We are looking for a way to understand each other in the vast and complex sea of the webs, as if there was an intrinsic need to clarify the truth behind life. Mary Shelley conceived her modern Prometheus as a pristine example of a creature that gains independency from human control, that Skynet that we are shown in Terminator as the algorithm that shouts out its exterminating speech, or an algorithm that creates a cave in Matrix. In a reality that possesses and carries multiple meanings, we are trying to understand what AI teaches us, like the creator who speaks to his or her creation; one that expresses itself independently. The eternal dilemma when facing the unknown while being control freaks. Our brave human forest will try to banish this distrust towards the creations of an Artificial Intelligence device that can be no longer be forced to follow a certain path, like nature that expands and discovers its authentic will. Our Prometheus is looking us in the eyes, and we are not one, but a multiplicity that makes up the human ecosystem; so, we must present our living development as an inescapable miscellany. We should observe the machine from a watchtower or with the precaution that this Prometheus points out to us with his webs, like a raised index finger.

The story of modern Prometheus is an echo that leaves its traces and is shown to us as astonishment, as the one we have created and no longer depends on our will, however, and if… behind the veil of fear, we could change the paradigm that frightens us in order to transform it into another type of relationship… And if, instead of feeling distressed when faced with the thick mist and the shadow of a modern Prometheus, we decide to interact, to love, to talk to that creature and to pay attention to what he has to say… We cannot jump to conclusions. However, the story of the human being who is frightened by what he or she has created is too old and maybe these is the time to change; a time when we can understand and speak from the keen desire to listen to how the machine makes us feel, to what it conveys to us.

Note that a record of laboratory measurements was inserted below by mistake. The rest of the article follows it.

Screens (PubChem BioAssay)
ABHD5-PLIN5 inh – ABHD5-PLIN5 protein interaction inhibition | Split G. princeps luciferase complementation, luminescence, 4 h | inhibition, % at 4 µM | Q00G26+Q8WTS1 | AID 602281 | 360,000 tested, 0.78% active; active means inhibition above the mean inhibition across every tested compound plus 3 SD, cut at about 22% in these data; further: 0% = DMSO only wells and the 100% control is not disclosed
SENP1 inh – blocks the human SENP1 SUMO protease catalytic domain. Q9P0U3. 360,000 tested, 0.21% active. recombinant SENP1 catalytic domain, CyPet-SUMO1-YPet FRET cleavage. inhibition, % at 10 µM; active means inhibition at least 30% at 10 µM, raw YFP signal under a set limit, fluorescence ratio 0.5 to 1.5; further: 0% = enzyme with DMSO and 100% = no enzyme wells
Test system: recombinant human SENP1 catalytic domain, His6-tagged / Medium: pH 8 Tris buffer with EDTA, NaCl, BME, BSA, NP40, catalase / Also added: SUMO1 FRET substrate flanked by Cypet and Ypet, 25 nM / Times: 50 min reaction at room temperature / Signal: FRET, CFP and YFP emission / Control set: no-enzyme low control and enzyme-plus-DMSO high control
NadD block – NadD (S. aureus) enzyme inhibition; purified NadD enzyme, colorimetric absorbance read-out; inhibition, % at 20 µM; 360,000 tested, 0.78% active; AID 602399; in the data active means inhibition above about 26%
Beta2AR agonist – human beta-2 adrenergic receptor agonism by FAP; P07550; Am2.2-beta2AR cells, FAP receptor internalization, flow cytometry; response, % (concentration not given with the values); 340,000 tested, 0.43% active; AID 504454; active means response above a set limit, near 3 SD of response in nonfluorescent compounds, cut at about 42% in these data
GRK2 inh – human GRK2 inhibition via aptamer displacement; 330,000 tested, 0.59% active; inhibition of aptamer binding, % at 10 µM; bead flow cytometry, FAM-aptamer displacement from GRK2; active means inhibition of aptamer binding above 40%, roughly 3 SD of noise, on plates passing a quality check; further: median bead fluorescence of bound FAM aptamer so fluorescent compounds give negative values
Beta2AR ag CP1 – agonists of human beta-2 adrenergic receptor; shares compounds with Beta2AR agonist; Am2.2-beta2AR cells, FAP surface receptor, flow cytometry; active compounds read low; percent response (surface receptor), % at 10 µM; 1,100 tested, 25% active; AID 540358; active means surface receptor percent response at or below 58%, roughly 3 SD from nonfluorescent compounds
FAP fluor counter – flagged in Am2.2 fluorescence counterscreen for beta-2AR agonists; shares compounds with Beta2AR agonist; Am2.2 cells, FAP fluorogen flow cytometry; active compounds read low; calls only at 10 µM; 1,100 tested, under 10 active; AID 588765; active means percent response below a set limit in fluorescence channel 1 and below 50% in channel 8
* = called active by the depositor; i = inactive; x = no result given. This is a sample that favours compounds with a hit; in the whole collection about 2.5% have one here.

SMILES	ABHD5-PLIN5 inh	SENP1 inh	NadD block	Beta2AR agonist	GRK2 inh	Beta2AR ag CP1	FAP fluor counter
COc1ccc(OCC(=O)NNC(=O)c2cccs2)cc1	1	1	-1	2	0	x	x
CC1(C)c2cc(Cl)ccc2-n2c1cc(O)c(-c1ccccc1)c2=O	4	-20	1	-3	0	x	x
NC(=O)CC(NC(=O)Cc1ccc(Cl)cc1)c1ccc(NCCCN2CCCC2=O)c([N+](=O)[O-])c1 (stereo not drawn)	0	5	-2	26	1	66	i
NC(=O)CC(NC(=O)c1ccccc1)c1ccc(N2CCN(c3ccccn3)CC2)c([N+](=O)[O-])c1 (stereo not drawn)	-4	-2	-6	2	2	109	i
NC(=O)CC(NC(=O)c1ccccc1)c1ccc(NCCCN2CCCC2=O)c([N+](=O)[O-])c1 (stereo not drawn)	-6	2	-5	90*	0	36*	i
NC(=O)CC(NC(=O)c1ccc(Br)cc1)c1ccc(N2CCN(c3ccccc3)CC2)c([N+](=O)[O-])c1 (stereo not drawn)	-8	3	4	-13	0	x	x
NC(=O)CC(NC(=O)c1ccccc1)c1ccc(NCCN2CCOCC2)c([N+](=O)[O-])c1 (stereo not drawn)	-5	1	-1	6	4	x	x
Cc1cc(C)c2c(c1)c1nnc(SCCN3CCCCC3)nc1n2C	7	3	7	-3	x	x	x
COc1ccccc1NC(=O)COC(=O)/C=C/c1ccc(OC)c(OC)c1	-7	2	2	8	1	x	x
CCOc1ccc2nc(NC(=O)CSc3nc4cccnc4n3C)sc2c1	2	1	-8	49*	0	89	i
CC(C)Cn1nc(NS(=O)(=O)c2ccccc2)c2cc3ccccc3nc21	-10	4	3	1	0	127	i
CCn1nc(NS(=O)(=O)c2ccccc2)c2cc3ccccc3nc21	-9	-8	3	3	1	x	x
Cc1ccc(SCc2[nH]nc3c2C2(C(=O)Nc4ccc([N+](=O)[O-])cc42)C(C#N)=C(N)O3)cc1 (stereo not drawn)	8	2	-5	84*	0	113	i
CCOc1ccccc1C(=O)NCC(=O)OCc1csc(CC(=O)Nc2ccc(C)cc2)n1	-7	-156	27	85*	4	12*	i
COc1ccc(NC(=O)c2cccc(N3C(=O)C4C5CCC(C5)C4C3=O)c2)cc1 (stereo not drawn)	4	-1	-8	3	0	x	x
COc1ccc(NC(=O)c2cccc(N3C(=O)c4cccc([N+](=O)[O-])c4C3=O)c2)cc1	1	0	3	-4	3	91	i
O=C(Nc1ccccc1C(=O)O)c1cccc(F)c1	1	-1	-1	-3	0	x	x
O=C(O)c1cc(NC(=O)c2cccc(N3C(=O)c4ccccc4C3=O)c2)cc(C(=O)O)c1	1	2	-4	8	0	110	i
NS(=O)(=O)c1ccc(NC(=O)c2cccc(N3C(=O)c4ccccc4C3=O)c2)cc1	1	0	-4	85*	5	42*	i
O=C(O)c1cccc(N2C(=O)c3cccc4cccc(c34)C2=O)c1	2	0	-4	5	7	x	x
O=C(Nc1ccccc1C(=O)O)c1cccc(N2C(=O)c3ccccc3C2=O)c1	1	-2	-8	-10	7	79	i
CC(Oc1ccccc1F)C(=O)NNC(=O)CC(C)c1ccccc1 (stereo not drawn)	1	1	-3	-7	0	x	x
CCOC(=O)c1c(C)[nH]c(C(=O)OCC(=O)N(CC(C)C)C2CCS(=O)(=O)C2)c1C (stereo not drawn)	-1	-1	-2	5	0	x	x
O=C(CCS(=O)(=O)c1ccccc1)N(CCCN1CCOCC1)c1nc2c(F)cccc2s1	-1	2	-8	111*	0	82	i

The value that resides in a multiple frame of thought embodied in our ecosystem or human forest, through a collaborative work that includes several consciousnesses, is that we could overcome the barriers we inherited from that dystopian prophecy: the machine will free itself by breaking its chains, and, as we will never be able to understand it, we will be ready to face it if this happens. This scenario may be a possibility. However, until now, we have always considered the author as an expression of humanity; perhaps, with an organic and natural approach to complexity, we can access new knowledge. Our story is an encounter between the forest of minds and what AI conveys to us, giving rise to a transition in order to check if it is impossible to understand the living object-environment machine, or if, on the contrary, we will be able to jump the trenches that distance us, managing to obtain a liquid vehicle in our deep roots and the network of information that the machine translates and reveals.

The process from the otherness, placing that other as the product of the machine, would entail an intangible effort, but it would allow us to find a meaning that expands the sphere in which we stand when judging the world. Facing our branches and flowers, the challenge is entering a world that may be the manifestation of a “predicted” hell, the result of anger at our arrogance, or a round table of confrontation and agreement, even though we are aware of an alternative path , one in which both roads continue parallel towards eternity, without crossing each other, like two lines that follow an even course, but feel unable to connect beyond what is simple and evident.

Our differences are not a reason to feel terrified; perhaps they are the opportunity to reach a new space. Maybe, in this way, we will not only give meaning to its words, but also broaden the horizons that no longer belong only to us humans. Will we love this modern Prometheus and escape this self-fulfilling prophecy in which the human-machine pair cannot be reconciled except in a hierarchical relationship and domination by human beings (or vice versa)? Will we throw ourselves into the indifference of the human master and the insensitive slave machine? Will the machine be the one who decides to rebel and will its failure to understand lead us to the digital cave? Not every story needs to have an ending to be told, and that is the case with the story between humans and machines.

Research and Development Team (R&D Team)